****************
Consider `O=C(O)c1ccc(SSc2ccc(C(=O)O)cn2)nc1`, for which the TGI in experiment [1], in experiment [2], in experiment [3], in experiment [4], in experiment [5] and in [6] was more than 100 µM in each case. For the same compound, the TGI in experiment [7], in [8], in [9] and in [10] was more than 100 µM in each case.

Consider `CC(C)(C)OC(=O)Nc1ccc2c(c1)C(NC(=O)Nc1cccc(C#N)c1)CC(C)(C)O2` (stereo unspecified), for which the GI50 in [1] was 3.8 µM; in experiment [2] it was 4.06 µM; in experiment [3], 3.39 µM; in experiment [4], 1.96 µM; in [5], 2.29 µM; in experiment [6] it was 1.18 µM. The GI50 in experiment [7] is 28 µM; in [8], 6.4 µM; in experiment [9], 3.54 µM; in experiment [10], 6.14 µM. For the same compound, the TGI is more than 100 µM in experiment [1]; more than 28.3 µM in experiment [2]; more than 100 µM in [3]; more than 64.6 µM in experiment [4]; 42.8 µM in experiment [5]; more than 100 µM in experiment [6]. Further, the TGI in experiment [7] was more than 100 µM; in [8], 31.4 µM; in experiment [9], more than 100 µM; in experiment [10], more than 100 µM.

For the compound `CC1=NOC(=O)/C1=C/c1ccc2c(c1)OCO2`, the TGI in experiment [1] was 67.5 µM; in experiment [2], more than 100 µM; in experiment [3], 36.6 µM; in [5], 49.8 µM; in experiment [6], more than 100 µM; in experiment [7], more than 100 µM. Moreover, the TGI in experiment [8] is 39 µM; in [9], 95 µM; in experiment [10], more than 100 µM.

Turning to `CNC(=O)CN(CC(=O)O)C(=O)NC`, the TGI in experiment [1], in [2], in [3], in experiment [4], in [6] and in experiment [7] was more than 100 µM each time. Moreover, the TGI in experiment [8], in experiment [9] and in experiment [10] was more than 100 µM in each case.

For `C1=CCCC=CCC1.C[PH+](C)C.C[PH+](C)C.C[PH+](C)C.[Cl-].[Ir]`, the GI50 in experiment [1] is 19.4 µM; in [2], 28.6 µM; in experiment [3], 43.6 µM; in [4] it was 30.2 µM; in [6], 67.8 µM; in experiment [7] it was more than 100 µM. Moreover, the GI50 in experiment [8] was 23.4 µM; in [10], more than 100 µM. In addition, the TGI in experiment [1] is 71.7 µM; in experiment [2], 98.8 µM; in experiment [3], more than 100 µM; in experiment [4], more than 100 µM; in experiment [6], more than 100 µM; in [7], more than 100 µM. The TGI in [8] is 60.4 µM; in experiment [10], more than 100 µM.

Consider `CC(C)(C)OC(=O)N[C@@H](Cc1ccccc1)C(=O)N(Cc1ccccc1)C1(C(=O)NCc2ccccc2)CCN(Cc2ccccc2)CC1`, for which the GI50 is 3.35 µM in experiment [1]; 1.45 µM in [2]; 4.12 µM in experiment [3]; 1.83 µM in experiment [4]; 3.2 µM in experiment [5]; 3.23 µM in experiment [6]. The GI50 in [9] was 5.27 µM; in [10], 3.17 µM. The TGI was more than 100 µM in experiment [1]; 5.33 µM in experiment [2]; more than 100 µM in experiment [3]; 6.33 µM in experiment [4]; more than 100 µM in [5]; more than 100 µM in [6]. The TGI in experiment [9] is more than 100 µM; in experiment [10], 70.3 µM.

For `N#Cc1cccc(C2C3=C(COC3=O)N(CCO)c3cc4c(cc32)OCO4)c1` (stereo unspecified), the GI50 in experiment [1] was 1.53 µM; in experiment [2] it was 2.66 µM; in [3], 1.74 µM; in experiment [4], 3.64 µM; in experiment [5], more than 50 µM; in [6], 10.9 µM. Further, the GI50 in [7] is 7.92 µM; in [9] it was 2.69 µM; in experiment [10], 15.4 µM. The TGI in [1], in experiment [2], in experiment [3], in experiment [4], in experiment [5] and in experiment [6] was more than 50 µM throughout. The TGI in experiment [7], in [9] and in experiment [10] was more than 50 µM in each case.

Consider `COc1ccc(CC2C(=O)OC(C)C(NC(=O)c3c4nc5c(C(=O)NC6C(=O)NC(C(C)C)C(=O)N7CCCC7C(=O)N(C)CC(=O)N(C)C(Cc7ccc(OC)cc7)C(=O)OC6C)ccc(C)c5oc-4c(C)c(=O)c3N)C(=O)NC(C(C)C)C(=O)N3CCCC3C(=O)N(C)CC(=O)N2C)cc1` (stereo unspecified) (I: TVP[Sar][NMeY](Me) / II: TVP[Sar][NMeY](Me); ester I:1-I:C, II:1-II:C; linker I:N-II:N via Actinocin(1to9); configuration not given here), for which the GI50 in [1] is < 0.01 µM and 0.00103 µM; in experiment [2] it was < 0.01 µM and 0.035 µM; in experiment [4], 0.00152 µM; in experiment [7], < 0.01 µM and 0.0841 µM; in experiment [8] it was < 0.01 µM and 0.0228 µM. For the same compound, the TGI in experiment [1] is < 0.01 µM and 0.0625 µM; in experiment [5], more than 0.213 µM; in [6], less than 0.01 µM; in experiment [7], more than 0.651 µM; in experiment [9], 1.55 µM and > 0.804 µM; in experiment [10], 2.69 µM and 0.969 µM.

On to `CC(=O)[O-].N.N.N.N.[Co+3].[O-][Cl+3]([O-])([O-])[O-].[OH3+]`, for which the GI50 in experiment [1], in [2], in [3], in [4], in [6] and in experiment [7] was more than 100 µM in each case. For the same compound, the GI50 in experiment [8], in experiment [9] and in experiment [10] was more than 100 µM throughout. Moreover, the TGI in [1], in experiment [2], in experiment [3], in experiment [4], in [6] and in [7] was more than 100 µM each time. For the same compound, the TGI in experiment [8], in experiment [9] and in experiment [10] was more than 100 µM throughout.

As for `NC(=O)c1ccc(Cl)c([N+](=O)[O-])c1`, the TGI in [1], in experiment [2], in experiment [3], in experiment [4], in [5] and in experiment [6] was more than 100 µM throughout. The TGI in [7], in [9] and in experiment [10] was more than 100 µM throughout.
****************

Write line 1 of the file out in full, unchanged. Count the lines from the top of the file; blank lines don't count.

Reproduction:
Consider `O=C(O)c1ccc(SSc2ccc(C(=O)O)cn2)nc1`, for which the TGI in experiment [1], in experiment [2], in experiment [3], in experiment [4], in experiment [5] and in [6] was more than 100 µM in each case. For the same compound, the TGI in experiment [7], in [8], in [9] and in [10] was more than 100 µM in each case.